The only reason we even have the option of being "pacifists" is because most of us live in safe, structured societies where all of our basic needs are met without much conflict. However, humans naturally do have raw emotion within themselves and every person has a line that, if crossed, will spur them into violence. If any global event happened that triggered an apocalypse began, most of these "pacifists" would either come to grips with the real world and learn to fight to survive or they would die in their reluctance.

  • Only in specific situations

    Pacifism: The belief that any violence, including war, is unjustifiable under any circumstances, and that all disputes should be settled by peaceful means.

    Pacifism can only work when people still maintain power over their aggressors. Pacifism is only useful as a sign of political protest and CANNOT be used as a system of defense against aggression.

    If I want your land, your people, your property, your resources, or your life, pacifism will only make it easier for me to obtain these things. To RESIST ceaseless oppression, to FIGHT against a relentless threat, these are methods in which we have survived and thrived as a species. Becoming passive and refusing to take steps necessary or deal a decisive blow is what leads to death and failure.

  • It always depends

    Violence is not necessary against the kind or the peaceful, but it is required against the brutal and violent.
    In a conflict against moderate or moderately tolerant people, pacifism can work. It is especially effective against those who want to view themselves as kind and merciful to the weak or disenfranchised. Examples are US society in the 1950's and 1960' (civil rights movement) and Britain in the 1940's (Gandhi and the Indian Independence movement/revolution). Violence against the pacifists created outrage against the police and soldiers, and more to the point, made the police and soldiers lose stomach for attacking the protesters.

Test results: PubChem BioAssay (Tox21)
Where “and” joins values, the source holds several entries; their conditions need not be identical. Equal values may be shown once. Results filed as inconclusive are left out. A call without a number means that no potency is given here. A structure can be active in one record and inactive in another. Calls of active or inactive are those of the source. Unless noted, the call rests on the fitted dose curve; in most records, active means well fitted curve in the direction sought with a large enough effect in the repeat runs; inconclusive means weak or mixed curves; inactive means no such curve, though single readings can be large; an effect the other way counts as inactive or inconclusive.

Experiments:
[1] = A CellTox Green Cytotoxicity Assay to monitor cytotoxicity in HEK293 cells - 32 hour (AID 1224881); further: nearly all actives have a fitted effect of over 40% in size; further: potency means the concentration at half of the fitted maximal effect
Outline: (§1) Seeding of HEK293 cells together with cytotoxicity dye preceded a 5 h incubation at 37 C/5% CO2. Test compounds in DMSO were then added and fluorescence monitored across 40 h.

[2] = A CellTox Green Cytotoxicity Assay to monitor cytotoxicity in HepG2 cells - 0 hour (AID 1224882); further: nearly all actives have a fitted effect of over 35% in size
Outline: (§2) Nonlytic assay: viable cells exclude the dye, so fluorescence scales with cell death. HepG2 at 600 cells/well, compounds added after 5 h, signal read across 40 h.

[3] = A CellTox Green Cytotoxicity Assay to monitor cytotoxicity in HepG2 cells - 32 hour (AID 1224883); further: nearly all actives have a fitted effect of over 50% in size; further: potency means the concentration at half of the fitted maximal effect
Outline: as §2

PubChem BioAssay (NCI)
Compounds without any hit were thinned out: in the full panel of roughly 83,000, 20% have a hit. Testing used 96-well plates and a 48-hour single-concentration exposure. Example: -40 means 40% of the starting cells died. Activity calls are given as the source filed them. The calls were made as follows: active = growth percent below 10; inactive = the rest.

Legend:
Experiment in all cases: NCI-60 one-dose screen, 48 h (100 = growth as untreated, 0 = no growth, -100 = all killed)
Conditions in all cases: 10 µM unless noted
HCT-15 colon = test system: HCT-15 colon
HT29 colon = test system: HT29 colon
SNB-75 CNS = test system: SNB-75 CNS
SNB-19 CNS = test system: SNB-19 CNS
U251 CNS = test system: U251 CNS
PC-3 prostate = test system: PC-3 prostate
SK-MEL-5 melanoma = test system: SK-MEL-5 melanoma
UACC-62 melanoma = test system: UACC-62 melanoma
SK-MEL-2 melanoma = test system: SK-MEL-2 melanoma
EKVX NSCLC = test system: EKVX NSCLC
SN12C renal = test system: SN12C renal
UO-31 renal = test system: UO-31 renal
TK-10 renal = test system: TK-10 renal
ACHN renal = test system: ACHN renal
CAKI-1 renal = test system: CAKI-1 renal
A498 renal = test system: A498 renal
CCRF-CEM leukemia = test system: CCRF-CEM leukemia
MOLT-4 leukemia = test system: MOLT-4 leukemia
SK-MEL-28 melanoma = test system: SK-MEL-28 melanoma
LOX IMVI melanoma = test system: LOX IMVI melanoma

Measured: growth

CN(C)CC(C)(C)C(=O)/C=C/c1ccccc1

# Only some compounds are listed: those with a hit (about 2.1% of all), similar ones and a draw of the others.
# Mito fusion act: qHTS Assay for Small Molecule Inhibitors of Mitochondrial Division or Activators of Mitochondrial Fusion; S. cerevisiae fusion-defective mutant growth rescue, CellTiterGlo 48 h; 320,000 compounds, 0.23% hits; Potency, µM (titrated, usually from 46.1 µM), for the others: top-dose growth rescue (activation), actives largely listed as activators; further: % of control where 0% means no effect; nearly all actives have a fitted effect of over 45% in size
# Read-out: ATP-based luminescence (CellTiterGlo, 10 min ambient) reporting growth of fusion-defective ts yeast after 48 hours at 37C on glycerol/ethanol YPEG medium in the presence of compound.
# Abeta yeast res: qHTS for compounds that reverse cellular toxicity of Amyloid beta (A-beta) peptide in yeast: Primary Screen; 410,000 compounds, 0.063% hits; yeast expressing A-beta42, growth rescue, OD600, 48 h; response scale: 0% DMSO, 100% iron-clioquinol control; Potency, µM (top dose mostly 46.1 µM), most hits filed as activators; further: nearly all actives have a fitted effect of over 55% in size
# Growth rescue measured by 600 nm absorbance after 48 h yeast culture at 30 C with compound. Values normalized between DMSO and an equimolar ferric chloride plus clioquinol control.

On the other hand, it is useless against the pointedly ruthless (Hitler and the Nazis), the religiously or ideologically fanatical (the inquisition, modern day Israel, the Taliban, etc. ad nauseum.) People who do not care about the well-being of their adversaries, or who pointedly want to eliminate them, simply behave as if the pacifists are making their job easier. Most of the Holocaust victims peacefully walked into the ghettos, and from the ghettos to the gas chambers without fighting back.

    In general, pacifism gives power to the most ruthless and most vicious members of our species. These are the ones who can only be controlled with violent force.

    Consider that laws against violent crime are enforced by police forces authorized to use violence equivalent or greater than those they are arresting. The only power the police actually have to enforce the law is violence or the credible threat of violence. Otherwise their orders would be ignored. A pacifist police force would quickly be eliminated by violent criminals, who would then take over the society. The reason murder, rape, and violent robbery are not standard experiences (either as perpetrators or victims) of everyone in our society is that we know violence may (or will) be a tool used to stop us, bring us to justice, and establish justice and peace.

  • It Could If We Would Let It

    The old question comes up, "Do I be the change I want to see, or do I act based on the reality of the situation?" If everyone was peaceful, then, obviously, things would be great. But that seems like an impossibility, so shouldn't I just give in and practice violence when necessary? But isn't that the attitude that prevents us from becoming peaceful as a people, the fact that we doubt the possibility of peace, so we don't give it a chance ourselves? These doubts prevent us from achieving pacifism as a whole, and pacifism can really only work with solidarity. Conflict is clearly in human nature, it is why our history is full of acts of war and not acts of peace. Pacifism is a noble goal, but ultimately human nature won't allow it.